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Published 3rd May, Eilish McColgan
There have been huge changes within my family life – the biggest being my mother (and coach), Liz, relocating to Doha, Qatar.
I thought it was in my best interest to go visit my mum for two weeks in her new surroundings, with the added benefit of having someone monitor my training after struggling with illness so often.
My flatmate is Muslim and has been out to Doha on numerous occasions, so he was very quick to tell me of how different the culture was and all the things I could not do. But, in reality, it was a lot more relaxed than I imagined it to be.
Sun-seeker: Eilish McColgan visited her mum, Liz in her new surroundings in Doha
The heat however, was something I wasn’t ready for. Walking out of the airport at 9pm was a complete shock to the system and I was definitely not prepared for Doha’s hottest day in ‘oh so many years’.
Opening the door was like walking into a human furnace. It genuinely felt like the sun was directly in front of my face, within touching distance. My first track session was at seven in the evening as the sun set but, even so, it was over 100 degrees Fahrenheit.
The culture is obviously worlds apart from the UK. I was walking a tight-rope in my head as to certain things.
For example, the culture is for women to be fully covered. However, it is extremely difficult for an athlete to do a hard track session in 100 degrees weather, fully covered… but at the same time, I don’t want to disrespect anyone.
Move: Liz McColgan, seen here at the 2013 BBC Sports Personality of the Year awards, has relocated to Doha
Thankfully, things are a lot more relaxed within the sporting field. People are not used to seeing women training for sports – you can tell it’s still all relatively new.
Down at the track that evening, I was the only female. Initially, it’s a little daunting walking out on to the track in front of everyone, watching your movements, step by step. But once I started my session and they realised I was an athlete, everyone was extremely friendly, clapping and encouraging me as I ran around.
There is definitely an air of change within Doha. A shift towards equality, which is heartening to see. Young women are interested in taking part in sports and competing – they are just waiting to be given the opportunity.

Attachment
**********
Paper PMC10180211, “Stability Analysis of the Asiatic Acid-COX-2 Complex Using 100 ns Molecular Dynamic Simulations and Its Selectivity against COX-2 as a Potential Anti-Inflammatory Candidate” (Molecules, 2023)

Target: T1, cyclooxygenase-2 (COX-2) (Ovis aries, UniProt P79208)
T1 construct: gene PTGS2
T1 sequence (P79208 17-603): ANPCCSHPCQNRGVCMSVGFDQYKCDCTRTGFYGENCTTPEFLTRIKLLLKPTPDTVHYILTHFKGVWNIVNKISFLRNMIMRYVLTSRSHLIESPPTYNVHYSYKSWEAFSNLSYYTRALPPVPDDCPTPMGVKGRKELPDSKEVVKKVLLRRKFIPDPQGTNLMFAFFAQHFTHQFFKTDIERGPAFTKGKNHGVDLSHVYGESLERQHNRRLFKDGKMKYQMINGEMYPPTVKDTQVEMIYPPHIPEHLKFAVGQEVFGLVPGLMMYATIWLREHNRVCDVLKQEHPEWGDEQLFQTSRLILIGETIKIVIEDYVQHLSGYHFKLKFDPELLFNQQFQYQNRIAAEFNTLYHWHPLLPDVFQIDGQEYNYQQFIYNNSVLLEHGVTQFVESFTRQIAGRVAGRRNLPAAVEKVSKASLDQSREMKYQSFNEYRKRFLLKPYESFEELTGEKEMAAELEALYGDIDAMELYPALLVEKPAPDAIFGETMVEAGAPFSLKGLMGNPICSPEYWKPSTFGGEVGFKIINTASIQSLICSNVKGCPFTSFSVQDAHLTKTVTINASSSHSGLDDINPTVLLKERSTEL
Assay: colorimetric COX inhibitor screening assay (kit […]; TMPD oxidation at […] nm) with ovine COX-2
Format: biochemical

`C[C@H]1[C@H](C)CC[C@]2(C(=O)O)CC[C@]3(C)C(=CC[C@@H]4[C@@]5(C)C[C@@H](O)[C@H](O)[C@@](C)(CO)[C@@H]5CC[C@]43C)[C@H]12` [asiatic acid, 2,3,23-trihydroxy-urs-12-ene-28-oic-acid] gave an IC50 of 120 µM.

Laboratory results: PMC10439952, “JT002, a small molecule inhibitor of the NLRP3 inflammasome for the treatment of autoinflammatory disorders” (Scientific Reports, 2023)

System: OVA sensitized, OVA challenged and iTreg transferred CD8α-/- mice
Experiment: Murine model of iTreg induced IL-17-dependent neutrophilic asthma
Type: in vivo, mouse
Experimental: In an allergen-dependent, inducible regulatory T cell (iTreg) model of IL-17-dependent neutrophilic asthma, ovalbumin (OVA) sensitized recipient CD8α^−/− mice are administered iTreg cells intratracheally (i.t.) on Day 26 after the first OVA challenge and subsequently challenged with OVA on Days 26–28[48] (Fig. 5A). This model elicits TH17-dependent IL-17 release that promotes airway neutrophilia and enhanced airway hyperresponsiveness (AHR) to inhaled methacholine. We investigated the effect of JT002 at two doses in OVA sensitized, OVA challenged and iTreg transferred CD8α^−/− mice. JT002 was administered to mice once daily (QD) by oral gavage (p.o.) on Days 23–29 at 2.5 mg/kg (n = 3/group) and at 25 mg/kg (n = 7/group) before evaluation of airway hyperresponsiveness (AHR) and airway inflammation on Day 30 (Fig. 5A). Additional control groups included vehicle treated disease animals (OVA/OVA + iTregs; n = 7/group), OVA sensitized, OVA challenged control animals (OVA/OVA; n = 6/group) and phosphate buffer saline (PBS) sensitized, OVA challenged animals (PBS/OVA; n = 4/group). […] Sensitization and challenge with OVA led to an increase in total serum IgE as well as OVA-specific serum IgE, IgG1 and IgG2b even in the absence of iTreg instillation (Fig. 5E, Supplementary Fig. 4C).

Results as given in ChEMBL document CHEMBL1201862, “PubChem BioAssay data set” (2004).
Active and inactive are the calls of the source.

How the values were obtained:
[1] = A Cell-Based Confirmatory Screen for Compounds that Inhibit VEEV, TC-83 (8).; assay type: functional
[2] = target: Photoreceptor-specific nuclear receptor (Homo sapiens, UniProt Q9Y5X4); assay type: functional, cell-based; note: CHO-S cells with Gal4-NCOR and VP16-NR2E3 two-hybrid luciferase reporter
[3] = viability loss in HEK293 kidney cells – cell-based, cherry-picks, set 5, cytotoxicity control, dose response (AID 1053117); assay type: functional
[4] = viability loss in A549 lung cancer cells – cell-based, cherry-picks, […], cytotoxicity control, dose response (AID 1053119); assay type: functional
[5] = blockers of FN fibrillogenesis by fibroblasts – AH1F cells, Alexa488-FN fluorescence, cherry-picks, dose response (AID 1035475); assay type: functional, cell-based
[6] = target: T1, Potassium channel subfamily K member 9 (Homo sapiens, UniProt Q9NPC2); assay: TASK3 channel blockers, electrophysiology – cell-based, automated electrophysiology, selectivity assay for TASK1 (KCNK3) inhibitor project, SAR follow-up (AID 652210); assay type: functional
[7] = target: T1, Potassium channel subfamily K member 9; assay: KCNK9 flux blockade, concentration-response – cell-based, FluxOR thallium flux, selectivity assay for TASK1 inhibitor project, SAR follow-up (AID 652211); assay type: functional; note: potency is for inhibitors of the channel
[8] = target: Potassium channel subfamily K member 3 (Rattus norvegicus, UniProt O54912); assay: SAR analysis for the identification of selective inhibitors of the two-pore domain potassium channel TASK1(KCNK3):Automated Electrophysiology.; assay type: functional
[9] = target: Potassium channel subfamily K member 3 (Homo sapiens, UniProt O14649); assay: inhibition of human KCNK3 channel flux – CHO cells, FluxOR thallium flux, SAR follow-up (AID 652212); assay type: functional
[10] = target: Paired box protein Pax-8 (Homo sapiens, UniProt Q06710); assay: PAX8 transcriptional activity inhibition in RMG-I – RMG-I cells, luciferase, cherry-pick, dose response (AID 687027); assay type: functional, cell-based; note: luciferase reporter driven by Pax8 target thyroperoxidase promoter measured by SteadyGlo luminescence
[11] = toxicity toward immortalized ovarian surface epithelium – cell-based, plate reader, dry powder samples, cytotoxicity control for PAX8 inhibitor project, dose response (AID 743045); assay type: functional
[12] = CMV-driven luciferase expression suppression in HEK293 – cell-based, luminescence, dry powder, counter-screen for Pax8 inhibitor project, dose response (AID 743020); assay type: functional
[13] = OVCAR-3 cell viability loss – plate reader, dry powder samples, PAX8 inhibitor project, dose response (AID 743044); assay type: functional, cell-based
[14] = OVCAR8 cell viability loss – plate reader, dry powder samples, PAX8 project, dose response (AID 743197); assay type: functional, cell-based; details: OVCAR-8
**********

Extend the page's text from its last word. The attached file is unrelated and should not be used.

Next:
It’s also refreshing to see how religion is of such high importance. Days revolve around it.
Throughout the day religious chants are played through speakers, more predominately in the parks, and some people stop instantly in order to pray.
On track: McColgan has been training in Doha but found the heat intense
You start to become accustomed to hearing the chants echoing during the day but I never did get used to the one around 4am. It’s almost quite eerie – hearing music playing through a speaker with a male voice chanting in a different language in the small hours of the morning.
But again, it reinforced to me just how highly religion is held and I found that quite an endearing quality to be around.
I was very fortunate to be able to use the amazing facilities at the Aspire Academy. The academy was set up for young boys to gain scholarship into a selection of different sports. They gain a full education but there is a large focus on trying to identify children with sporting ability. In the past the school has had success with Mutaz Essa Barshim, the 2013 world silver medallist for high jump – a fully-fledged Qatari superstar who is a product of the Aspire system.
Made an impression: McColgan was impressed with the facilities at the Aspire Academy
For young kids, aged 8-14, the facilities are of a world class standard. An athletics warm up-track, air-conditioned athletics stadium for competitions, indoor 200m track, indoor football pitches, swimming pools.. the list goes on.
Alongside altitude chambers, anti-gravity treadmills, physiotherapists, doctors – yet everything is barely used. Multi-million pound facilities, all for 40 or so young boys.
It’s unbelievable – money doesn’t seem to be a factor.
Doha wants to create success and things are definitely starting to look positive. Hopefully the balance continues to shift with regards to sporting opportunities for women and who knows, maybe one day in the near future, we will witness their first ever female winning a global title.